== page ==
Exploring old mines in the Minarets

Mountain Secrets

Tony KrizanSeptember 6, 2012 

Rising with the sun gave us the extra three hours to explore the area around the Minaret Mines. This exciting secondary adventure will be discussed in part three of this three part story.

Referring back to yesterday evening, we met two mountain climbers, Mark from Chicago and Richard from Washington DC. Their goal was to climb a few Minaret peaks and complete their Sierra adventure at Tuolumne Meadows. We wished them luck ... maybe we'll cross paths in the next few days.

Around 12:30 p.m. we broke camp at Minaret Lake (9,793 feet) and continued our adventure back to the west side of the Minarets. Our next mountain pass is located on the opposite side of this huge lake. This 500-foot climb can be classified as class 3 just before reaching the saddle. Once again to boulder hop 500 feet down and along the north side of Cecile Lake (10,239 feet).

Today is one of our difficult days, boulder hopping on both sides of the pass. The stress of this adventure is forgotten when looking at the north face of these jagged mountains. The face and canyons are still covered with large patches of snow and the steep, larger canyons still display the glaciers that extend down to the lake surface.

Once we arrived at the outlet of Cecile Lake, looking down another 500 feet is Iceberg Lake (9,774 feet). We'll now drop to this pristine mountain lake along its north side in route to its outlet before setting up our next campsite.

This morning we'll be climbing over White Bark Pass (10,500 feet). Our objective today is to set up camp at Thousand Island Lake (9,840 feet). Hiking into the first of two valleys, we'll pass White Bark Lake and Idiza Lake, then climb another few hundred feet over the next ridge and drop to Garnett Lake. We'll start climbing again until we overlook the valley at the east end of Thousand Island Lake.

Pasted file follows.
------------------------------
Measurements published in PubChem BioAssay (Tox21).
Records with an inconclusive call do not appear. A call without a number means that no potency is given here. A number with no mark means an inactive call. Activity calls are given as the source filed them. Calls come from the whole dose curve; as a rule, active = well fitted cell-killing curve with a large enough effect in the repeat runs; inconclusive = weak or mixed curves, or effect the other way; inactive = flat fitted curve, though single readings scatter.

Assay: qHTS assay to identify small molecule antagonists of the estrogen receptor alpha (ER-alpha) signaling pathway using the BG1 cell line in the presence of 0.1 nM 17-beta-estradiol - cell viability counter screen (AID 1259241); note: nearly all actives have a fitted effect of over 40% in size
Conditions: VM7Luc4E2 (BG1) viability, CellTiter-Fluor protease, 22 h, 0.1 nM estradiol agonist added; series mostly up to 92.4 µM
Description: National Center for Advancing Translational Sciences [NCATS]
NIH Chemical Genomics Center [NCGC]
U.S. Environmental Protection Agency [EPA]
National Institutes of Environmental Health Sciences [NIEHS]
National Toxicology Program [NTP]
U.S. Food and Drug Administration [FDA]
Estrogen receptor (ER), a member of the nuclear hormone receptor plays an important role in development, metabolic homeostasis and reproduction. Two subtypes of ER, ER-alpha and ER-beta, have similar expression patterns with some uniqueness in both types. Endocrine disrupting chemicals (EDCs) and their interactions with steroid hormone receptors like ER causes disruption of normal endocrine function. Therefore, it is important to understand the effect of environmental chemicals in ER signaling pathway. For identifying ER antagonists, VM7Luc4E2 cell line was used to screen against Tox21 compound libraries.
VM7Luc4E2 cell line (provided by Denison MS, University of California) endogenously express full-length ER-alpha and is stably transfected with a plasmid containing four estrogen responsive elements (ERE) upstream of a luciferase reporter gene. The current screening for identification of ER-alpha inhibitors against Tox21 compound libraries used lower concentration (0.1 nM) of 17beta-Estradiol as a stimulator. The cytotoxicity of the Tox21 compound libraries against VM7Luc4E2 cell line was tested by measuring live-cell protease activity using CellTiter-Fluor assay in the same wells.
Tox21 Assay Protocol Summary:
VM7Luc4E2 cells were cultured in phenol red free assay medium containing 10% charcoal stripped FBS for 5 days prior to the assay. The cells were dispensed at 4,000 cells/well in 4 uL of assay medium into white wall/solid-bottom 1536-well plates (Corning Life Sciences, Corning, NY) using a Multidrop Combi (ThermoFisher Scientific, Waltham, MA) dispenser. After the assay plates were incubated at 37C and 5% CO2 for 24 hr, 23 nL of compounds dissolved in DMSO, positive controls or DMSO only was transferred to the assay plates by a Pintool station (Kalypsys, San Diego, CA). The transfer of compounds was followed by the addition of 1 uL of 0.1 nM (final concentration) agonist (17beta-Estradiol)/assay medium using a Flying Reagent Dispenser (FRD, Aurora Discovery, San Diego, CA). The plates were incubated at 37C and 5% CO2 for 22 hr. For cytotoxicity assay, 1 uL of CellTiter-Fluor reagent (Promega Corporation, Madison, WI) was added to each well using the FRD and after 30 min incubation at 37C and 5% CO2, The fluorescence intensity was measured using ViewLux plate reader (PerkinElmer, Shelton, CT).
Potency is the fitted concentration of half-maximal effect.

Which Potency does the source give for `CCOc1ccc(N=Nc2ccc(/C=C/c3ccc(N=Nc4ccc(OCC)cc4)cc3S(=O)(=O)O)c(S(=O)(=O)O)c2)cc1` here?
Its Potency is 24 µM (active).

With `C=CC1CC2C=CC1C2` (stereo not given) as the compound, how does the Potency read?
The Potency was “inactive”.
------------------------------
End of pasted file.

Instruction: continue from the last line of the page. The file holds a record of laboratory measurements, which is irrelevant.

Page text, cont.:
This huge lake is over two miles in length with many small islands. The name describes our view hiking over the pass. That evening penetrating the darkened shore is the lights of many campsites along the north shore line.

This morning we'll climb over the highest pass which is Glacier Lake Pass (11,158 feet). Next we'll pass Lake Catherine (11,070 feet) a typical high elevation lake without trees and just rocks surrounding its surface. Now to follow the lake, Mount Ritter and Mount Banner runoff streams, descending through the steep and narrow canyons.

Remember when we met the mountain climbers Mark and Richard at Minaret Lake? As we were descending following the major run-off stream, someone yelled, "Hello! Remember us?" It was Mark and Richard camped out on the only flat spot on the canyon wall. They had just climbed Mount Davis, so the five of us took a short break to catch up on our previous three days.

I must confess this is the roughest afternoon descending through and around this canyon stream. At two separate areas we had to use ropes to lower our packs through a class 3 steep area. Finally at 10,000 feet we arrived at a tree covered area next to the stream. Soon we realized this was an old abandoned silver or gold mining area. Tailings were visible on the canyon walls above us.

Hiking partner Fred found a souvenir in the stream bed just below the water fall -- a rock with royal blue specks within its surface.

We found a trail that must have been used for hauling out ore, but time and land-slides kept us alert following this used path that dropped 500 feet in one quarter of a mile down into the tree line. At one point we had to wade across the creek. Needless to say, we got wet crossing this rapid stream. Even the waterfalls grew in size as each tributary entered this main stream. After checking with my map, this stream is the start of the San Joaquin River.

Our final night was spent at Hemlock Crossing (7,560 feet). A 20-foot waterfall greeted us as we entered the camping area.

We'll have 10 miles, 450 feet of elevation gain and a descent of almost 500 feet before reaching the trailhead at Isberg Pass. After nine days, hundreds of feet of elevation gain and equal amount of descending, we completed our 45 mile adventure, following the words and wisdom put to pen in Steve Ropers book, "Sierra High Route."

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